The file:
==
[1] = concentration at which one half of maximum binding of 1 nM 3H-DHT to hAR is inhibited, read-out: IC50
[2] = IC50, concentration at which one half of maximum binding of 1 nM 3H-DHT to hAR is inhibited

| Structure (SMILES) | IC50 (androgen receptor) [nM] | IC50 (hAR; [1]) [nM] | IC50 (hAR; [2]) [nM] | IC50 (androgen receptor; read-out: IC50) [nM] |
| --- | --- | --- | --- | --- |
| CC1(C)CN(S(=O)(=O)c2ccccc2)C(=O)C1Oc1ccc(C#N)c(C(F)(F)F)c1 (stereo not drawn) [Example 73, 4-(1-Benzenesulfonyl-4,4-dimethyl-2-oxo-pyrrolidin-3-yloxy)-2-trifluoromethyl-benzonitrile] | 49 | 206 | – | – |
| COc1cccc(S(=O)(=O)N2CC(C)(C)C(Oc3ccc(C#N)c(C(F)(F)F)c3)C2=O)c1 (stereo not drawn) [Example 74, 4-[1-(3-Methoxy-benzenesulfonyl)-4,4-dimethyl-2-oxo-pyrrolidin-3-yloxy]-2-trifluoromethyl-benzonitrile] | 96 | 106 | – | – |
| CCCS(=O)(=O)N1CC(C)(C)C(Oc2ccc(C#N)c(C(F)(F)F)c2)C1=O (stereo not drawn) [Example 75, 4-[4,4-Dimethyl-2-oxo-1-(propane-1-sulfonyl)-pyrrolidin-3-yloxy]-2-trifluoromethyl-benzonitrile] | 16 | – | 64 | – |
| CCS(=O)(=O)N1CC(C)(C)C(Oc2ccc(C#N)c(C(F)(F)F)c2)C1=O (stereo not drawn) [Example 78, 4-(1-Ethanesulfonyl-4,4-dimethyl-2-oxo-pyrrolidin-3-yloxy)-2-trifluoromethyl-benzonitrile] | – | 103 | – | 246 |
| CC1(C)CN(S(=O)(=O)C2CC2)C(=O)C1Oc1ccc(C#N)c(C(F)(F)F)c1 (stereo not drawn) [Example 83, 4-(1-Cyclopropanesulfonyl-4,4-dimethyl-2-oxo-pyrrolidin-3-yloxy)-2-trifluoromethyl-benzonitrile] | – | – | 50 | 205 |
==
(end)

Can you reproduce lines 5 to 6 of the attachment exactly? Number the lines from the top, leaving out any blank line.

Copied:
| CC1(C)CN(S(=O)(=O)c2ccccc2)C(=O)C1Oc1ccc(C#N)c(C(F)(F)F)c1 (stereo not drawn) [Example 73, 4-(1-Benzenesulfonyl-4,4-dimethyl-2-oxo-pyrrolidin-3-yloxy)-2-trifluoromethyl-benzonitrile] | 49 | 206 | – | – |
| COc1cccc(S(=O)(=O)N2CC(C)(C)C(Oc3ccc(C#N)c(C(F)(F)F)c3)C2=O)c1 (stereo not drawn) [Example 74, 4-[1-(3-Methoxy-benzenesulfonyl)-4,4-dimethyl-2-oxo-pyrrolidin-3-yloxy]-2-trifluoromethyl-benzonitrile] | 96 | 106 | – | – |